offices of School Commissioner,
Supervisor, and Clerk of Court
will have tobe run over, in fact
nearly allr the other county offices.
Xudgs Roath leads in the race
J. M. Bell, Jr., leads, for Super
Thurmond is elected Solicitor
by a large majority.
Mcsweeney and Hoyt lead in!
the gubernatorial race.
turn yellow is really too late, as
much of the crop will still further
change color if the field is a large
one and the work is delayed.
When the ears have well filled out,
and gotten beyond the stage at
which the grains are easily indent- !
ed with the finger, they will gain
but Tittle more in nutrition, and
the stalks should then be cut, for
when the ears are not hard the
Btalks are more succulent. If is
no loss to save the stover before
the ears are hard and dry. If the
harvesting is delayed until the
leaves begin to turn it is then too
late to eave the fodder in
its best condition. Like hay, it is
only prime when made from green
material, and quickly cured, but
the stalks and grain should be
harvested as near to the maturity
of both as possible without going
beyond that stage. The corn
harvester, corn shredder and im
proved feed cutter are labor-saving
machines that make the
stover really more valuable
than the grain. When harvesting
is Over the stalks should be taken
to the barn or put under shelter.
It is not creditable to American
farmers that they allow the shocks
of corn fodder to remain io the
fields exposed to storms, aud which
the cattle will not consume. When
property harvested, cared, for, and
prepared for stock, the animals
will readily accept corn
stover, wastiug but little, but that
left in the fields is not relished
and and become a waste and
JErolite Fell So Close to Travelers
That They I* elt UN Heat.
Mr. and Mrs. D. E. Monroe, of
Monticello, Sullivan county. N. Y.r
who are making a tour in a carri
age, were sufficiently close to an
aerolite that last night dropped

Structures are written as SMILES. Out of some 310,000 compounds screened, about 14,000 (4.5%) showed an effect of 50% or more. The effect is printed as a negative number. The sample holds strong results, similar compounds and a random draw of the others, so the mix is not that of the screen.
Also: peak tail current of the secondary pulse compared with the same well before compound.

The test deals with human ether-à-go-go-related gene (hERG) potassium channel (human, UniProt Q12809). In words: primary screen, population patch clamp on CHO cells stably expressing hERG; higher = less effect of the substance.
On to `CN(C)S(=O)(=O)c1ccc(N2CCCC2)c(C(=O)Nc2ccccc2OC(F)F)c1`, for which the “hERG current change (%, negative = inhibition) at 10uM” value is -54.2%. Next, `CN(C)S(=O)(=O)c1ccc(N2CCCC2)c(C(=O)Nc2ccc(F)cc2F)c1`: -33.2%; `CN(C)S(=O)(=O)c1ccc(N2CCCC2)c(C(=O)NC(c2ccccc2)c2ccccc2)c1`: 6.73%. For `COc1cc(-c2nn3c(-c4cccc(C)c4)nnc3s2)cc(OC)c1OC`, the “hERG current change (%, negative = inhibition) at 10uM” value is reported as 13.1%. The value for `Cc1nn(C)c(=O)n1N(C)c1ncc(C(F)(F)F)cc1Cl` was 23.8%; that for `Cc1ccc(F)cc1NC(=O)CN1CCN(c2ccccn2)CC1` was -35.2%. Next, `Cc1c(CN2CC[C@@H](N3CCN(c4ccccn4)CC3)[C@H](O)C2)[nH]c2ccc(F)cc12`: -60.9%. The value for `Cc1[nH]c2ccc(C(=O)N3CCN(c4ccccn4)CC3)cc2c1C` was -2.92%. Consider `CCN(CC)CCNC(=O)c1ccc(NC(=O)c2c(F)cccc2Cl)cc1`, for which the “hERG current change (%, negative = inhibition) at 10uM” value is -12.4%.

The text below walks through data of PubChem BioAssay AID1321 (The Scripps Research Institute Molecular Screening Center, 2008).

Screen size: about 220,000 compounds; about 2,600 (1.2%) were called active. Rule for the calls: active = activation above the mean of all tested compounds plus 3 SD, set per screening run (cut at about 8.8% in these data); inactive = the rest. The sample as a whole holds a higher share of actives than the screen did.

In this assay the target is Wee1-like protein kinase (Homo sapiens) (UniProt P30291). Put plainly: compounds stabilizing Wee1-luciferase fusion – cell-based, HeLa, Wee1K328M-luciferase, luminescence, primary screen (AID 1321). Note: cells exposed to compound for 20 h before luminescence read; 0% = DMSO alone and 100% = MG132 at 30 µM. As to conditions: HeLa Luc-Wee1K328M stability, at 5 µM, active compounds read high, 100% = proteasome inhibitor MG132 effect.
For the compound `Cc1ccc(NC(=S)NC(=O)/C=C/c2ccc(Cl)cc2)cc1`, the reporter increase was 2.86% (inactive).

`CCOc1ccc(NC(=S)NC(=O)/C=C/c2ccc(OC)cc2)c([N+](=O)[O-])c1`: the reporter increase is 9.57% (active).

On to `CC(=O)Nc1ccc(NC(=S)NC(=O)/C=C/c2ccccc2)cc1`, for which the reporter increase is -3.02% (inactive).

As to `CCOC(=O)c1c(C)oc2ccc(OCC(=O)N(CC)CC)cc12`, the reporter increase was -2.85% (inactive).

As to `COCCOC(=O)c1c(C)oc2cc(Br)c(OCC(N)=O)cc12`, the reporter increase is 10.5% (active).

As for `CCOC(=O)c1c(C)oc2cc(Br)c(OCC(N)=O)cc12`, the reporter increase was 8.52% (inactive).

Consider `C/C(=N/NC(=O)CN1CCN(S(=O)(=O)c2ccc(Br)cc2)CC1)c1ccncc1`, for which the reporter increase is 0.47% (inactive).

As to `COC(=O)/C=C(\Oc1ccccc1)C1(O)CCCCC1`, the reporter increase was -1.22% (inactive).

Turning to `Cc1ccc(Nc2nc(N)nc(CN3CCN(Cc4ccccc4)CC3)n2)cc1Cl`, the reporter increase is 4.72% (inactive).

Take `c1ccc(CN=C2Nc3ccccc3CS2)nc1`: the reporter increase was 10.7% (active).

into the ground to feel its heat.
They left Money about noon, and
were on their way to this city,
where they intended to spend the
night. They lost their way, and
about midnight found themselves
on a lonely stretch of road remote
from any dwelling. The spot,
about 10 miles from this place, is
low and swampy and surrounded
by wooded hills'. Suddenly the
sky was illuminated with a strange
light, whic the next instant lit up
the entire landscape, giving it a
brilliancy that was blinding. At
the same instant a loud hiss or
swishing sound struck the ears of
the man and woman, and
simulaneously, it seemed, a blazing
mass, not more than 10 yards
ahead, struck the earth. The
roadway trembled under the
mighty impact. The occupants of
the buggy were nearly overcome
by the appalling spectacle,while
the horse stood tremblipg in its
Mr. Monroe alighted from the
buggy and led horse to the spot
where the aerolite had struck.
The only trace of -the celestial
visitor was a volume of steam,
which rose from the spot, indicat
ing the presence of water. Mri.
Monroe was made quite ill by the
shock, and the oouple were obliged
to stop at a farmhouse for the
She Jumped Into The Sea.
New York, Aug. 26.-The
French line steamer L'Aquitaine
which arrived this morning from
Havre, had a death among the
cabin passengers. Margaret
Mineban, a former nun, committed
suicide ty jumping overboard at
5 a. m., on Aug. 22. The alarm
was quickly given, a boat was
lowered and the woman was picked
up but. too late restore her to con
sciousness. A Roman Catholic
priest among the passengers per
formed a burial service over the re